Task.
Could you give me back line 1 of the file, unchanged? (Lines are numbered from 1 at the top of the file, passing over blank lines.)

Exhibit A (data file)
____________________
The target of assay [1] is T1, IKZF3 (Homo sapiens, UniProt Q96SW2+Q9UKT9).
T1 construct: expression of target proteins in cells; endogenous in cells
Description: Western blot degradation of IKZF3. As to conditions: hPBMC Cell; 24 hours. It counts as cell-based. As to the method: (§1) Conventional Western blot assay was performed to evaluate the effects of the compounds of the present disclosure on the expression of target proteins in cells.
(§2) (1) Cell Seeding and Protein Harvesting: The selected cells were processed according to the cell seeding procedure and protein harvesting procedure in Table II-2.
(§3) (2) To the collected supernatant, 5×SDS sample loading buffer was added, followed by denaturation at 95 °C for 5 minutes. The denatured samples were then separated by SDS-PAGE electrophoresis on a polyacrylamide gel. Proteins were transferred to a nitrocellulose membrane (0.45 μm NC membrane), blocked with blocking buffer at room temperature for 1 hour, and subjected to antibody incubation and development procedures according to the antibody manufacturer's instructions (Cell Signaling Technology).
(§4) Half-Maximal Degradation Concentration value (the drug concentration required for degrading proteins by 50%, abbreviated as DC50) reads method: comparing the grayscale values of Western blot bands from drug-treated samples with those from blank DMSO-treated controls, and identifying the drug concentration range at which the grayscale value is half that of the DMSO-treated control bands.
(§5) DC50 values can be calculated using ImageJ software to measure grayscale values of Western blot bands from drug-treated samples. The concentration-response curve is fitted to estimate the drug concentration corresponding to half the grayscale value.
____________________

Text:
The target of assay [1] is T1, IKZF3 (Homo sapiens, UniProt Q96SW2+Q9UKT9).